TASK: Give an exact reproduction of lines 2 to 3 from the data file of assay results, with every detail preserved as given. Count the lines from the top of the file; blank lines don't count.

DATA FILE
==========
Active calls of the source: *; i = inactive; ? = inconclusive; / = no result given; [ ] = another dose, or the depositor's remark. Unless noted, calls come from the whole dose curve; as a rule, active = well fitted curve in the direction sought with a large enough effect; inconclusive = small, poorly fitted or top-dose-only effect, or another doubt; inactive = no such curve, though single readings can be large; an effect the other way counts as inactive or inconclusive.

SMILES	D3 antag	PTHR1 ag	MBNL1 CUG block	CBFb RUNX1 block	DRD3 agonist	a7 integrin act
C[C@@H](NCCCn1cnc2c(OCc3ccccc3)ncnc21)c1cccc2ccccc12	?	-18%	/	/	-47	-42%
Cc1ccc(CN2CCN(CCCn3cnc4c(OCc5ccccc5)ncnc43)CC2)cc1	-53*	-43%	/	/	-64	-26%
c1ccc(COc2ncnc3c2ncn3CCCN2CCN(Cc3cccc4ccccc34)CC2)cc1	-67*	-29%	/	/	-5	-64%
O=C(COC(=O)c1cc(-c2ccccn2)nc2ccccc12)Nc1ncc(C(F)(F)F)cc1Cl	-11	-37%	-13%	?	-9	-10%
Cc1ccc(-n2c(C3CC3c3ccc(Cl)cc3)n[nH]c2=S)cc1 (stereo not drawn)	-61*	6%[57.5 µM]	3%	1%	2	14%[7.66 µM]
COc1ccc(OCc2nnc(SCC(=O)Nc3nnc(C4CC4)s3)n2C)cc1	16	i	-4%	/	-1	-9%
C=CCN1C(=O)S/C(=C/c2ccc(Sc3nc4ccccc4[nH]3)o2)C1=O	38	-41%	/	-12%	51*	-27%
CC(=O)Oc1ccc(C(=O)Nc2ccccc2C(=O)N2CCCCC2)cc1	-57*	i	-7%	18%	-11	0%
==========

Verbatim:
SMILES	D3 antag	PTHR1 ag	MBNL1 CUG block	CBFb RUNX1 block	DRD3 agonist	a7 integrin act
C[C@@H](NCCCn1cnc2c(OCc3ccccc3)ncnc21)c1cccc2ccccc12	?	-18%	/	/	-47	-42%